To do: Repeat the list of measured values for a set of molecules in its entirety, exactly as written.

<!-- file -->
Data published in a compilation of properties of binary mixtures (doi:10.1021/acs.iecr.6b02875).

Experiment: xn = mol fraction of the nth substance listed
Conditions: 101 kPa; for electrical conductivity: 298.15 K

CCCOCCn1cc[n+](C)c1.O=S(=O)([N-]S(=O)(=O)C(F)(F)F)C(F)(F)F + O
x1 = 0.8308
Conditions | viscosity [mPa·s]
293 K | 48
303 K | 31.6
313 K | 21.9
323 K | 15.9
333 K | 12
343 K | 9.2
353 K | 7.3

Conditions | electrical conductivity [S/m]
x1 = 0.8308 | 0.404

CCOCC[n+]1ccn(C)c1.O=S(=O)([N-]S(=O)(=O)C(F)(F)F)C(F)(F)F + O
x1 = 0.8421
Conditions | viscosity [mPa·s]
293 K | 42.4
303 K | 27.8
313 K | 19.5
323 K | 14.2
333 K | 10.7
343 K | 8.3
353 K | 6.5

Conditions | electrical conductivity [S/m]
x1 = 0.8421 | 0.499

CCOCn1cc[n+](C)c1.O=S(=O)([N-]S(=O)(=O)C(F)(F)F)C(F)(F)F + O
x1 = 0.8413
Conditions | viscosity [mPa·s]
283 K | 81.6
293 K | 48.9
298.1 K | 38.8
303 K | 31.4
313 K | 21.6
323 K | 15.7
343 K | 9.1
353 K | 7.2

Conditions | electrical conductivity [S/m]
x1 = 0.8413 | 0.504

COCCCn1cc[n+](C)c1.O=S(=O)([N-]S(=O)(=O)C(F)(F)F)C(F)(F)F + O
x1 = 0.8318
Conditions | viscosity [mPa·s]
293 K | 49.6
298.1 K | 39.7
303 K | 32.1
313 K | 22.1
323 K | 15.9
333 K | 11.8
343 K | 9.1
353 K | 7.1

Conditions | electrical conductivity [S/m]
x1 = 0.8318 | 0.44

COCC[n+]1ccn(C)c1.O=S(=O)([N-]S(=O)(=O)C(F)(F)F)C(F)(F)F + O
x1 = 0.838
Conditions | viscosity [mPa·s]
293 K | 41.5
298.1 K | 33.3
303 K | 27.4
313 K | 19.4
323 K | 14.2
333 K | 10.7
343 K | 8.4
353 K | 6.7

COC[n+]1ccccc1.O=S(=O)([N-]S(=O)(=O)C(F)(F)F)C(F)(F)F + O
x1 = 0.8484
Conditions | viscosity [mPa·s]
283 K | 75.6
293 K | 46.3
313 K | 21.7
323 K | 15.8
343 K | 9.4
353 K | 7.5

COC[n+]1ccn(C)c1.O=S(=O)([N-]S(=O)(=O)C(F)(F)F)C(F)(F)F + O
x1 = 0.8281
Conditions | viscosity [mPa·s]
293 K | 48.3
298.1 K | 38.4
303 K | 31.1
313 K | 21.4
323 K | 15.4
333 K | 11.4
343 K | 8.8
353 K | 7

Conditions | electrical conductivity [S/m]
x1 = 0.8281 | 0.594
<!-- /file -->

Data published in a compilation of properties of binary mixtures (doi:10.1021/acs.iecr.6b02875).

Experiment: xn = mol fraction of the nth substance listed
Conditions: 101 kPa; for electrical conductivity: 298.15 K

CCCOCCn1cc[n+](C)c1.O=S(=O)([N-]S(=O)(=O)C(F)(F)F)C(F)(F)F + O
x1 = 0.8308
Conditions | viscosity [mPa·s]
293 K | 48
303 K | 31.6
313 K | 21.9
323 K | 15.9
333 K | 12
343 K | 9.2
353 K | 7.3

Conditions | electrical conductivity [S/m]
x1 = 0.8308 | 0.404

CCOCC[n+]1ccn(C)c1.O=S(=O)([N-]S(=O)(=O)C(F)(F)F)C(F)(F)F + O
x1 = 0.8421
Conditions | viscosity [mPa·s]
293 K | 42.4
303 K | 27.8
313 K | 19.5
323 K | 14.2
333 K | 10.7
343 K | 8.3
353 K | 6.5

Conditions | electrical conductivity [S/m]
x1 = 0.8421 | 0.499

CCOCn1cc[n+](C)c1.O=S(=O)([N-]S(=O)(=O)C(F)(F)F)C(F)(F)F + O
x1 = 0.8413
Conditions | viscosity [mPa·s]
283 K | 81.6
293 K | 48.9
298.1 K | 38.8
303 K | 31.4
313 K | 21.6
323 K | 15.7
343 K | 9.1
353 K | 7.2

Conditions | electrical conductivity [S/m]
x1 = 0.8413 | 0.504

COCCCn1cc[n+](C)c1.O=S(=O)([N-]S(=O)(=O)C(F)(F)F)C(F)(F)F + O
x1 = 0.8318
Conditions | viscosity [mPa·s]
293 K | 49.6
298.1 K | 39.7
303 K | 32.1
313 K | 22.1
323 K | 15.9
333 K | 11.8
343 K | 9.1
353 K | 7.1

Conditions | electrical conductivity [S/m]
x1 = 0.8318 | 0.44

COCC[n+]1ccn(C)c1.O=S(=O)([N-]S(=O)(=O)C(F)(F)F)C(F)(F)F + O
x1 = 0.838
Conditions | viscosity [mPa·s]
293 K | 41.5
298.1 K | 33.3
303 K | 27.4
313 K | 19.4
323 K | 14.2
333 K | 10.7
343 K | 8.4
353 K | 6.7

COC[n+]1ccccc1.O=S(=O)([N-]S(=O)(=O)C(F)(F)F)C(F)(F)F + O
x1 = 0.8484
Conditions | viscosity [mPa·s]
283 K | 75.6
293 K | 46.3
313 K | 21.7
323 K | 15.8
343 K | 9.4
353 K | 7.5

COC[n+]1ccn(C)c1.O=S(=O)([N-]S(=O)(=O)C(F)(F)F)C(F)(F)F + O
x1 = 0.8281
Conditions | viscosity [mPa·s]
293 K | 48.3
298.1 K | 38.4
303 K | 31.1
313 K | 21.4
323 K | 15.4
333 K | 11.4
343 K | 8.8
353 K | 7

Conditions | electrical conductivity [S/m]
x1 = 0.8281 | 0.594